WASHINGTON -- Chuck Hagel is headed to the Senate floor, courtesy of a party-line vote by the Senate Armed Services Committee.
The former GOP senator from Nebraska has been the subject of much criticism since President Barack Obama tapped him last month to head the Pentagon, but he seems to have weathered the storm.
Hagel is expected to be confirmed by the full Senate before the week is out.
Tuesday's 14-11 committee vote followed a two-hour, often-contentious session during which Democrats touted Hagel's resume, including his distinguished Vietnam combat service, and Republicans ran through a litany of criticisms focused on his past positions related to Iran, Israel and nuclear disarmament.
Senators mixed it up at times over the state of Hagel's personal financial disclosures, with Sen. Ted Cruz, R-Texas, and others suggesting Hagel should be more forthcoming on whether compensation he has received from certain companies came indirectly from foreign countries such as North Korea.
Democrats defended Hagel's disclosures, saying he had complied with all disclosure requirements and warned Republicans against impugning Hagel's character and patriotism.
Sen. Deb Fischer, R-Neb., voted against Hagel's nomination, saying he holds views that are "far afield" and to the left of President Obama, that he is someone who would not chart the correct course for the country.
"I do not believe he is the right choice for this job," Fischer said.
Democrats frequently mentioned Hagel's military record, including his decision to sign up for the army and then volunteer to go to Vietnam when he didn't have to do so. Hagel was twice wounded during the war.
"He asked to go to the fight," said Sen. Joe Manchin, D-W.Va.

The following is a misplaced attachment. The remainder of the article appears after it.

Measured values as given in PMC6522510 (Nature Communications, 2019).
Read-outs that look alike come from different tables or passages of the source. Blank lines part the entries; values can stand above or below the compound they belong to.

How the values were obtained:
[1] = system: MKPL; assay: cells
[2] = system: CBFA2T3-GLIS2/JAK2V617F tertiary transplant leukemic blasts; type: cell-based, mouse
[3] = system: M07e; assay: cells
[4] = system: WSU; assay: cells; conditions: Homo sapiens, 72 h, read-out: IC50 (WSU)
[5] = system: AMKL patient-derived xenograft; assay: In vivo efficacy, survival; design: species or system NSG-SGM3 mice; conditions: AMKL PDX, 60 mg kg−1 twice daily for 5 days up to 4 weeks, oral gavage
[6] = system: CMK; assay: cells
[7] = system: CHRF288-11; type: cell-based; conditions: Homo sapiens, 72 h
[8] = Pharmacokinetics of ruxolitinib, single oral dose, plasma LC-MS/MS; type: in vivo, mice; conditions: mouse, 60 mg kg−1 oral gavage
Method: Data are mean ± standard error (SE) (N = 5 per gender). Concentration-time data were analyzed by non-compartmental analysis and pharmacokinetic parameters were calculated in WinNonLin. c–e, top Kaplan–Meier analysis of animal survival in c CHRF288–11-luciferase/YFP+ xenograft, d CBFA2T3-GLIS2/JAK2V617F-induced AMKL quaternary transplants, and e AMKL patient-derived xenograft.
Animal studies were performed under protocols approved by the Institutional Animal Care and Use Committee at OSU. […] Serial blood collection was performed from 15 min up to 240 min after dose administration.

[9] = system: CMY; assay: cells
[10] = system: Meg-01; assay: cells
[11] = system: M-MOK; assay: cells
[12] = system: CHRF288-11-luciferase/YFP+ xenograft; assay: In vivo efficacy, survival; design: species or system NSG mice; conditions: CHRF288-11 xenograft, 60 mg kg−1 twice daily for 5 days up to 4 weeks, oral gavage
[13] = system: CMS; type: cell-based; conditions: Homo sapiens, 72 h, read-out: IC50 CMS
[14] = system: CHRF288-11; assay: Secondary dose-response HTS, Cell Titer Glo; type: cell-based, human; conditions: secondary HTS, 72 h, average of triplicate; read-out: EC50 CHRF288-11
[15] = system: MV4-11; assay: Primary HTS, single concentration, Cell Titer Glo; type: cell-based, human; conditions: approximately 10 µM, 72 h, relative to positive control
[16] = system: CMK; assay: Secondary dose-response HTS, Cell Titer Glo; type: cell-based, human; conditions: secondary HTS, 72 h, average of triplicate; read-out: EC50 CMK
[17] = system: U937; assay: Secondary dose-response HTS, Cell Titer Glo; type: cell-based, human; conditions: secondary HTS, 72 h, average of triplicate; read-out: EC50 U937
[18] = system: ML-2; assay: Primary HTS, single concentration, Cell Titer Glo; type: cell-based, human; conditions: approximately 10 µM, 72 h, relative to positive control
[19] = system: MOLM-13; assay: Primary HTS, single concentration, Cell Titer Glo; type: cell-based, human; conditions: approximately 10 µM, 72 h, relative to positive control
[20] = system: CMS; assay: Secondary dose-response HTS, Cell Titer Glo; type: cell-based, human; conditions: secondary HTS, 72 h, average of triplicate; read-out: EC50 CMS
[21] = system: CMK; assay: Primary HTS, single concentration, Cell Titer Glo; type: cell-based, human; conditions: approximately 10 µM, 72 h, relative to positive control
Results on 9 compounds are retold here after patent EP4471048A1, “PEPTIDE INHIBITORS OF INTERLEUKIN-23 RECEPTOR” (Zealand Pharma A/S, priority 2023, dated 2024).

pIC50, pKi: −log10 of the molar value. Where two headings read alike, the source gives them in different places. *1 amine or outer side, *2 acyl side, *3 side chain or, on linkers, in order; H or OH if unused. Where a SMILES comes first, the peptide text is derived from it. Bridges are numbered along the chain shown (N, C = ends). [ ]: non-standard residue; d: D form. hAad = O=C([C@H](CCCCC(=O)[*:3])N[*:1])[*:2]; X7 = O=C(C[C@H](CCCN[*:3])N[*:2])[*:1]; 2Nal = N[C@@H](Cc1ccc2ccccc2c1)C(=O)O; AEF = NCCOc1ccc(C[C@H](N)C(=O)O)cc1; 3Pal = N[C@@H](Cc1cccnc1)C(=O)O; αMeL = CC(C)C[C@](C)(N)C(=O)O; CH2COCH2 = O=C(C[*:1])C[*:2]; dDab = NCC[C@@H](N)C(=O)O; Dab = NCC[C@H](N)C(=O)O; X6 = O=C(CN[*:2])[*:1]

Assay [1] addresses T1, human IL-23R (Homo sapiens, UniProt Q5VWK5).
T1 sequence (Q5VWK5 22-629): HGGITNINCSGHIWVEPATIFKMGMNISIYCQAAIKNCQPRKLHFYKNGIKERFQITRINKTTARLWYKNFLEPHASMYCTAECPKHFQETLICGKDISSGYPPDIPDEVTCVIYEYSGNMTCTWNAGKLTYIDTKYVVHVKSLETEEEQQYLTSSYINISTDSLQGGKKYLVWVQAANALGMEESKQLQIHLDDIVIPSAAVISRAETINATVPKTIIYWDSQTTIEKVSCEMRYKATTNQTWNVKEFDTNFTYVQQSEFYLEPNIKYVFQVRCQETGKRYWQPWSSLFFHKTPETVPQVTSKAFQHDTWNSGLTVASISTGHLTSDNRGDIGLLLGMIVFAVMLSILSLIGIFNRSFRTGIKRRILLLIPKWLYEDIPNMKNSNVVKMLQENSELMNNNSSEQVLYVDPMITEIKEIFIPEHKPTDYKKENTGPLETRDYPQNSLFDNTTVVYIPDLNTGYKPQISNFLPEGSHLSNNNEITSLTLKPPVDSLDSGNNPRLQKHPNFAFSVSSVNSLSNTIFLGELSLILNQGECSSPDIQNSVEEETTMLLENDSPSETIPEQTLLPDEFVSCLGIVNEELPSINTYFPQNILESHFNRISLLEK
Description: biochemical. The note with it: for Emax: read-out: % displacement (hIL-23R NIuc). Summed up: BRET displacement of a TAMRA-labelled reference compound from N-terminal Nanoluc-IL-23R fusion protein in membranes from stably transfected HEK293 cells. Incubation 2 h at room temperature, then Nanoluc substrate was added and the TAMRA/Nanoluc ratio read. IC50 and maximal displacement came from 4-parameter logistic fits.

Republicans reiterated concerns about Hagel's past statements they said suggest he would be too soft on Iran and was open to significant, possibly unilateral reductions in the country's nuclear arsenal.
They said Hagel's performance at his confirmation hearing did little or nothing to reassure them, particularly at a time when the country is confronted with serious national security threats.
"The next Secretary of Defense will have to deal with a world on fire," said Sen. Lindsey Graham, R-S.C.
Many of the Democrats conceded that Hagel's hearing performance was less than stellar but defended the substance of his responses and noted that he has the bipartisan support of a long list of prominent diplomatic and national security officials.
Committee Chairman Carl Levin, R-Mich., highlighted Hagel's statements during the confirmation process that Iran poses a significant threat to the United States, that he would put all options on the table to stop a nuclear Iran and that he is a strong supporter of Israel. Levin also said Hagel has made clear that he recognizes the risks to national security posed by looming automatic budget cuts.
"The president needs to have a secretary of defense in whom he has trust, who will give him unvarnished advice, a person of integrity and one who has a personal understanding of the consequences of decisions relative to the use of military force," Levin said. "Senator Hagel certainly has those critically important qualifications and he is well-qualified to lead the Department of Defense."
Sen. David Vitter, R-La., could still vote and is likely to vote no.